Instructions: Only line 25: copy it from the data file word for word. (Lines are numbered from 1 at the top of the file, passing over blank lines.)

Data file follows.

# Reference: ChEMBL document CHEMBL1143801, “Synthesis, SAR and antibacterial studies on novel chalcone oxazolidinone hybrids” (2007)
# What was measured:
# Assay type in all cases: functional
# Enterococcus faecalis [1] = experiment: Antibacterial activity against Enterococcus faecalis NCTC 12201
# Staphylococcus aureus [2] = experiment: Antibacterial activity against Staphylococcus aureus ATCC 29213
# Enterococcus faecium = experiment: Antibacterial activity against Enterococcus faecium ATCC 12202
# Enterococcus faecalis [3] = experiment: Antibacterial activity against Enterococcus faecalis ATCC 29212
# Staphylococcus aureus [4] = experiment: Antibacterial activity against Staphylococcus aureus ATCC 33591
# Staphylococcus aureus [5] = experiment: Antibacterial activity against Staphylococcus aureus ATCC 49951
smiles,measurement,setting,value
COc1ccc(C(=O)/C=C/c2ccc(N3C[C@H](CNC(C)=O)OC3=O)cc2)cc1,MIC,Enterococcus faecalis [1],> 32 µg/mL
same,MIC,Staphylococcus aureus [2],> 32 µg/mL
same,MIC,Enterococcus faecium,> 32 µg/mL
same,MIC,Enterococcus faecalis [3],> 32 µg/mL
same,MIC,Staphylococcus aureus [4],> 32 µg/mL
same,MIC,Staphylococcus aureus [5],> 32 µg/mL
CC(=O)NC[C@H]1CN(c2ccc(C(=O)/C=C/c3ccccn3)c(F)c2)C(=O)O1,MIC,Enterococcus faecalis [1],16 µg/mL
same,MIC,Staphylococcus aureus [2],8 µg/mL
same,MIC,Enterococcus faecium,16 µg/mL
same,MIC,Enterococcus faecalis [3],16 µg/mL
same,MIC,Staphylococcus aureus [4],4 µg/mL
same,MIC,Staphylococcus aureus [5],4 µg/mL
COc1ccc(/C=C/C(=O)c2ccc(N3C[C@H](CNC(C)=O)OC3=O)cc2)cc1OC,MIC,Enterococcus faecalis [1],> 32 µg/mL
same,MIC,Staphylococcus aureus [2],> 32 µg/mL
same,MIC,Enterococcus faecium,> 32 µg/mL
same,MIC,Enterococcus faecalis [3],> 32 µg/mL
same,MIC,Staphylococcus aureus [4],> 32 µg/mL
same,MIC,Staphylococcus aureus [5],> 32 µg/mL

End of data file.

same,MIC,Enterococcus faecium,> 32 µg/mL